Graphical Method to solve m by 2 game

Graphical method to solve $m\times 2$ game

A game where one player has more than $m$ course of action and the other player has only two course of action is called $m\times 2$ game.

Graphical method can be used to solve a $2\times n$ or $m\times 2$ game or a game reducible to either $2\times n$ or $m\times 2$ after applying a dominance property.

In this tutorial we will discuss about the graphical method to solve a $m\times 2$ game or a game reducible to $m\times 2$ after applying dominance property.

Step by Step Procedure to solve m by 2 game

Consider the $m\times 2$ game. In this game player $A$ has $m$ strategies and player $B$ has $2$ strategies. Assume that the game does not have a saddle point.

Player A \ Player B $B_1$ $B_2$
$A_1$ $a_{11}$ $a_{12}$
$A_2$ $a_{21}$ $a_{22}$
$\vdots$ $\vdots$ $\vdots$
$A_m$ $a_{m1}$ $a_{m2}$

Following are the steps to solve $m\times 2$ game using graphical method.

Step 1

Construct two vertical axis, axis 1 and axis 2, by taking suitable scale. (Graph is just a sample)

m by 2 game
m by 2 game

Step 2

Axis 1 represent the payoff values of $B_2$ strategy for player $B$ and axis 2 represent payoff values of $B_1$ strategy for player $B$.

Step 3

Joint the point representing $a_{i1}$ on axis 2 to the point representing $a_{i2}$ on axis 1 for all $i = 1, 2,\cdots,m$. (Graph is just a sample)

m by 2 game
m by 2 game

Step 4

Mark the upper boundary (called upper envelope) of the lines by thick line segment. The lowest point on the upper envelope gives the minimax point $P$ and it identifies the two critical moves (strategies) of player $A$.

Suppose the upper envelope is created by $A_1$ and $A_m$ strategy. The lowest point on the upper envelope gives the minimax point. This shows that the two critical moves for player $A$ are $A_1$ and $A_m$.

Using the above selection the reduced game becomes

Player A \ Player B $B_1$ $B_2$
$A_1$ $a_{11}$ $a_{12}$
$A_m$ $a_{m1}$ $a_{m2}$
m by 2 game
m by 2 game

Step 5

Solve the reduced game (i.e. $2\times 2$) using maximin criterion. (if saddle point exists then find the value of the game otherwise use mixed strategy technique to find the value of the game.)

m by 2 game by graphical method Example 1

Solve the game with the following payoff for player A.

Player A / Player B $B_1$ $B_2$
$A_1$ -2 5
$A_2$ -5 3
$A_3$ 0 -2
$A_4$ -3 0
$A_5$ 1 -4

Solution

Given game is $5\times 2$. That is for Player $A$ has five strategies and player $B$ has two strategies. Let us check using maximin-minimax principle whether the game has a saddle point or not.

B1 B2
A1 -2 5
A2 -5 3
A3 0 -2
A4 -3 0
A5 -1 -4

Step 1

Apply maximin-minimax principle to check whether saddle point exists or not.

B1 B2 RowMin
A1 -2 5 -2
A2 -5 3 -5
A3 0 -2 -2
A4 -3 0 -3
A5 -1 -4 -4
ColMax 0 5

Thus $Max(min) = Max(-2, -5, -2, -3, -4, )=-5$ and $Min(max)=Min(0, 5)=0$. Since the $Max(min)\neq Min(max)$ for the game, the game has no saddle point.

Step 2

Draw two vertical axis, axis 1 and axis 2. Mark appropriate scale on each axis. The two axis represents strategies for player B. Axis 1 represent the payoff values of $B_2$ strategy for player $B$ and axis 2 represent payoff values of $B_1$ strategy for player $B$.

m by 2 game
m by 2 game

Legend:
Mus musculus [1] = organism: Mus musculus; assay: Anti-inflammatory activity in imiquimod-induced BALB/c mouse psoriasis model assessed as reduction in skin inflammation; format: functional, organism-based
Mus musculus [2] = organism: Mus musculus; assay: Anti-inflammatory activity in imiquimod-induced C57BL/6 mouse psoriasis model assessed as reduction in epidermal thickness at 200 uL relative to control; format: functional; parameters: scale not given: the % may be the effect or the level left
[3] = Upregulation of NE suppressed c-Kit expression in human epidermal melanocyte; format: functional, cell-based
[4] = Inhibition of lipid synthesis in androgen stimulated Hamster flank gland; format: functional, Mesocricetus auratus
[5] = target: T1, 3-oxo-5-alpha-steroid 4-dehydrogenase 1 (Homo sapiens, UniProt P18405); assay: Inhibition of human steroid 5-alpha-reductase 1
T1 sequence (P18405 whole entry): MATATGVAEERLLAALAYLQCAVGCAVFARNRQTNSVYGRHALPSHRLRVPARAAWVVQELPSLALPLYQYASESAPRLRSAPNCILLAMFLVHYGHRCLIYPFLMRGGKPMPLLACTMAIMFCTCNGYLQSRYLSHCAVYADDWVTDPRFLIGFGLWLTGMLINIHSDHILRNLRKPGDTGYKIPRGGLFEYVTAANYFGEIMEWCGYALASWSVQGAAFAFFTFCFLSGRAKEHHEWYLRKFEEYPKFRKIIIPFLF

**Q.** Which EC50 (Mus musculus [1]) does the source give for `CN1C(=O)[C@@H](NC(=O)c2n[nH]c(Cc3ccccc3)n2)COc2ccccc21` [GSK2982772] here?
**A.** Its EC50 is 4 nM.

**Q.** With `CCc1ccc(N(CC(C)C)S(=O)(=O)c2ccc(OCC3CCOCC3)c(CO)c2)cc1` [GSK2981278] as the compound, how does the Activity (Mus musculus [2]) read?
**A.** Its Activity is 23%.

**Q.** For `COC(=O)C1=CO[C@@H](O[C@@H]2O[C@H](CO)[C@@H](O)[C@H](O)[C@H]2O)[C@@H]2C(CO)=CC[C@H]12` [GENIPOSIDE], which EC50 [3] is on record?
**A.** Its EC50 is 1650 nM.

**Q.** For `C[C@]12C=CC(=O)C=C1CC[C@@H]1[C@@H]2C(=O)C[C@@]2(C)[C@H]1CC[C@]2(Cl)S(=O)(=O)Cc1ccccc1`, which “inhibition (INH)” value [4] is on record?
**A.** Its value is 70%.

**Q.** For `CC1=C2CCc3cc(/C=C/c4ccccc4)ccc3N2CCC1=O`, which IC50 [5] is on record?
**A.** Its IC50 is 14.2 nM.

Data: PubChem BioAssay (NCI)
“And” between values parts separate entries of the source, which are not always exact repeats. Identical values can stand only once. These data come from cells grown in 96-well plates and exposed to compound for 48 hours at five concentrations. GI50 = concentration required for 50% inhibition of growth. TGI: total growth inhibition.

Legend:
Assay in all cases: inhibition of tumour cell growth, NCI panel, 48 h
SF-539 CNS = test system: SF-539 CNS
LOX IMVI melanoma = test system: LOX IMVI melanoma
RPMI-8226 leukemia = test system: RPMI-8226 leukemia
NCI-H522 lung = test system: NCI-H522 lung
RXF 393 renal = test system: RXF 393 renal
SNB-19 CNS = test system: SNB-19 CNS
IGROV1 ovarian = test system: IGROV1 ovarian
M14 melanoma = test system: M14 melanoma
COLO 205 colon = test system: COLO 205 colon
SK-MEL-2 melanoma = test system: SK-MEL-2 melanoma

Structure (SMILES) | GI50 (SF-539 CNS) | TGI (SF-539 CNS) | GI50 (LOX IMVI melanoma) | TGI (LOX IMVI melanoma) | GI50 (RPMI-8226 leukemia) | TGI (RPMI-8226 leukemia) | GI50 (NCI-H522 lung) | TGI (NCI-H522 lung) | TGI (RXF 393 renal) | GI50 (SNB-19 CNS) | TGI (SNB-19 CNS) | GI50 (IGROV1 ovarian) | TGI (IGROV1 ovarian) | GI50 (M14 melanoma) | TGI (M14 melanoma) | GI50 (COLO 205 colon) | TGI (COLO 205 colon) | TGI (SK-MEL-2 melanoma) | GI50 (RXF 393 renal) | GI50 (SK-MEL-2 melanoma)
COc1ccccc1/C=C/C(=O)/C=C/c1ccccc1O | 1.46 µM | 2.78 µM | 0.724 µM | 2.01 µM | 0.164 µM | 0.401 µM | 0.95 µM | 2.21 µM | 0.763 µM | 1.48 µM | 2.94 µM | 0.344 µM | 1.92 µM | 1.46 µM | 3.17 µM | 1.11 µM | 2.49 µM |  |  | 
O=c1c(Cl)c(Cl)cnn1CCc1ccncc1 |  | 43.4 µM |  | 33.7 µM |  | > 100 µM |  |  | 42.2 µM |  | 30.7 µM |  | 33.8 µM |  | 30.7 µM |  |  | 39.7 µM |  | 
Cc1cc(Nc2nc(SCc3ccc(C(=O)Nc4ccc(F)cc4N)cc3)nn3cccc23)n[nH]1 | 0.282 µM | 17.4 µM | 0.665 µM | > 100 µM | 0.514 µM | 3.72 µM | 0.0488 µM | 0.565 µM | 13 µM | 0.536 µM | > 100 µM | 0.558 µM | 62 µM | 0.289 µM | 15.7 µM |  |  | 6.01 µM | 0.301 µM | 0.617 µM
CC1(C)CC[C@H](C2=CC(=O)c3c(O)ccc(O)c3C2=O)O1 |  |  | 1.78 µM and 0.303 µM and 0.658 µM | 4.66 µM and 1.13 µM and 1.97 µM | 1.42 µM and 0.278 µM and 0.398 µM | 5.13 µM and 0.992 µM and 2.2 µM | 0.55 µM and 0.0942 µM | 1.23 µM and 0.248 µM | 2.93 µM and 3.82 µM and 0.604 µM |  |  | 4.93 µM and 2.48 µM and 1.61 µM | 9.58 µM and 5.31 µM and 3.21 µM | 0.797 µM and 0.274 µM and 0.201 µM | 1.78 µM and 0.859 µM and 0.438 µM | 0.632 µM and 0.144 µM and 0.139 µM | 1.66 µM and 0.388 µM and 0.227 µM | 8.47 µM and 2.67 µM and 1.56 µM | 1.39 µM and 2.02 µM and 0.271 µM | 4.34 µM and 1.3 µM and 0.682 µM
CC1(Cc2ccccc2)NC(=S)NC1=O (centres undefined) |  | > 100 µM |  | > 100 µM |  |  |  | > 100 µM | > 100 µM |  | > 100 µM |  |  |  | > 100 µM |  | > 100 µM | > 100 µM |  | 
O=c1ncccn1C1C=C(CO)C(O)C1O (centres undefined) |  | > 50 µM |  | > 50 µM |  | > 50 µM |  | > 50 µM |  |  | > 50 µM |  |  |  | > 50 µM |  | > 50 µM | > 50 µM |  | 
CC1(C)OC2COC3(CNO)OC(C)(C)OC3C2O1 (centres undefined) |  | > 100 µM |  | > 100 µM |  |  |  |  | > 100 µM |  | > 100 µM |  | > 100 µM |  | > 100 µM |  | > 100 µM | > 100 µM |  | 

Let the player B play the strategy $B_1$ with probability $q$ and strategy $B_2$ with probability $1-q$.

Expected payoff for player B for any pure strategy of player A would be given by

A's Strategy Expected Payoff for B
$A_1$ $E_1=-2q+5(1-q) = 7q+5$
$A_2$ $E_2=-5q+3(1-q)=-8q+3$
$A_3$ $E_3 = 0q+(-2)(1-q)=2q-2$
$A_4$ $E_4=-3q+0(1-q)= -3q$
$A_5$ $E_5 = -1q+(-4)(1-q)=3q-4$

Step 3

Draw the graph of expected payoff $E_1,E_2,E_3, E_4, E_5$ against $q$

Joint the point representing $a_{i1}$ on axis 2 to the point representing $a_{i2}$ on axis 1 for all $i = 1, 2,\cdots,m$.

m by 2 game
m by 2 game

Step 4

Mark the upper boundary (called upper envelope) of the lines by thick line segment. The lowest point on the upper envelope gives the minimax point $P$.

m by 2 game
m by 2 game

The upper envelope is created by $A_1$ and $A_5$ strategy.

The two critical moves (strategies) of player $A$ are $A_1$ and $A_5$.

The lowest point $P$ on the upper envelope gives the minimax point.

Step 5

The reduced game (i.e. $2\times 2$) is

Player A / Player B $B_1$ $B_2$
$A_1$ -2 5
$A_5$ 1 -4

Apply maximin-minimax principle on the reduced $2\times 2$ game.

B1 B2
A1 -2 5
A5 1 -4

For each row of the payoff matrix, select the minimum element and call it RowMin.

$$ \begin{equation*} \text{i.e., } \min_{j} a_{ij}, i=1,2,\cdots, m. \end{equation*} $$

B1 B2 RowMin
A1 -2 5 -2
A5 1 -4 -4

For each column of the payoff matrix, select the maximum element and call it ColMax.

$$ \begin{equation*} \text{i.e., } \max_{i} a_{ij}, j=1,2,\cdots, n. \end{equation*} $$

B1 B2 RowMin
A1 -2 5 -2
A5 1 -4 -4
ColMax 1 5

From each RowMin, obtain the maximum value, i.e., $Max(RowMin)$.

$$ \begin{equation*} \text{i.e., } \max_{i}\min_{j} a_{ij}=\underline{v}. \end{equation*} $$

Thus $Max(min) = Max(-2, -4)=-2$

For each ColMax, obtain the minimum value, i.e. $Min(ColMax)$.

$$ \begin{equation*} \text{i.e., } \min_{j}\max_{i} a_{ij}=\overline{v}. \end{equation*} $$

Thus $Min(max)=Min(1, 5)= 1$.

Since the $Max(min)\neq Min(max)$ for the game, the game has no saddle point.

Hence the optimal strategy for the reduced game can be obtained by algebraic method.

$$ \begin{aligned} p_1 &=\frac{d-c}{(a+d)-(b+c)}\\ &=\frac{(-4)-1}{(-2)+(-4)-(5+1)}\\ &=\frac{5}{12}\\ p_2 &= 1-p_1\\ &=\frac{7}{12} \end{aligned} $$

and the optimal strategies for player B can be determined by

$$ \begin{aligned} q_1 &= \frac{d-b}{(a+d)-(b+c)}\\ &=\frac{(-4)-5}{(-2) +(-4) -(5+1)}\\ &=\frac{9}{12}=\frac{3}{4}\\ q_2 &= 1-q_1\\ &=\frac{1}{4}. \end{aligned} $$

The optimal strategies for player A can be written as

$$ \begin{aligned} S_{A} &= \begin{bmatrix} A_1 & A_2 & A_3 & A_4 & A_5\\ p_1 & 0 & 0 & 0 & p_2 \end{bmatrix}\\ &=\begin{bmatrix} A_1 & A_2 & A_3 & A_4 & A_5\\ \frac{5}{12} & 0 & 0 & 0 & \frac{7}{12} \end{bmatrix} \end{aligned} $$

and the optimal strategies for player B can be written as